.-= Jill´s last blog ..Seasonal Home Staging- Yes or No =-.

  11. says

    I love this movie – and yes I have seen both versions. The one with Russel is far better than the one with Ball. I adore that they changed the set to match Mame’s moods throughout the movie and how it reflected what was going on in her life and that her demeanor changed as well. Just a fabulous movie and love, love, love all the craziness in some of the sets!
    .-= Robyn Wright of Robyn’s Online World´s last blog ..Conferences Via Remote =-.

  12. says

    I have never seen this movie, but now I must!!! All of the decor is over the top fun. I love old movies…have watched and rewatched the Thin Man series with Nick and Nora just to see the decor and costumes. Have always loved Easter Parade for the same reason, and was just thinking last night that it is time to rent Gone with the wind as I just found out that my husband has never seen it. Thanks for a fun post Julia…you always get it right!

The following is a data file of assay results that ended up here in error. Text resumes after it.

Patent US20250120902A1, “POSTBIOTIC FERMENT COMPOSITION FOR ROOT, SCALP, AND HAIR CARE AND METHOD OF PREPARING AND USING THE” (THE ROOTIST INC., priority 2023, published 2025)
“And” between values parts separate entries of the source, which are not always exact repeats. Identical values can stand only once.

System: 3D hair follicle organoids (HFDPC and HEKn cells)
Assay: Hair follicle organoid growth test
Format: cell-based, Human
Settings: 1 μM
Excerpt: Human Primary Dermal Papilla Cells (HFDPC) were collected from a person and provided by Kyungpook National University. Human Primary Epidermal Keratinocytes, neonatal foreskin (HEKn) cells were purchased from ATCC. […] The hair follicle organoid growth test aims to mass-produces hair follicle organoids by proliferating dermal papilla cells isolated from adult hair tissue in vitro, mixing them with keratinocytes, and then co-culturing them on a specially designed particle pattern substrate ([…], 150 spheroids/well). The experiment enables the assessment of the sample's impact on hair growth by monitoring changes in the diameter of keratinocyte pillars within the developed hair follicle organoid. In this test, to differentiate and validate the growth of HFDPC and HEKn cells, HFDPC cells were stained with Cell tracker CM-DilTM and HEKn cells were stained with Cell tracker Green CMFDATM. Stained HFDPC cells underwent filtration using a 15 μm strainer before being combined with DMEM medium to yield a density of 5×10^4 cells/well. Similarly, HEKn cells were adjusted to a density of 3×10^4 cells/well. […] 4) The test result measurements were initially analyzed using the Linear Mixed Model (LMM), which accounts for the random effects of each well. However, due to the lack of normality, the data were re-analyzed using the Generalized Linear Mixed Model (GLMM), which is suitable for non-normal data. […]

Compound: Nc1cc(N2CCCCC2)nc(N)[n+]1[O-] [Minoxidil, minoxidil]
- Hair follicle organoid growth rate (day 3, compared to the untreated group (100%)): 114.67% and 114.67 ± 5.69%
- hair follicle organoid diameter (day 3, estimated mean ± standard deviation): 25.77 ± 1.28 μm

.-= black eyed susans kitchen´s last blog ..FESTIVALS AND TOWN WIDE YARD SALES =-.

  13. says

    While the RR version is vastly superior to the Lucille Ball, “Mame,” the interiors of the 1974 film are worth seeing too. I especially love the Christmas scene in the Lucy version.

    I lobbied hard to name my daughter Mame/Mamie because of my deep and abiding love for the character, but I was outvoted. I’m still a wee bit bitter…
    .-= paige´s last blog ..“hey lady- you wanna buy a watch” =-.

    • belledame says

      say what? outvoted? she who does the carrying, does the naming.

  14. says

    Great post, Julia! Would you believe I have never seen this movie? Never knew what it was about either. I think I will watch it from Netflix, thanks for opening my eyes to this movie! Love that kid in the short pants – he’s quite big to be wearing that style, even in those days, so it is a hoot to me just looking at him.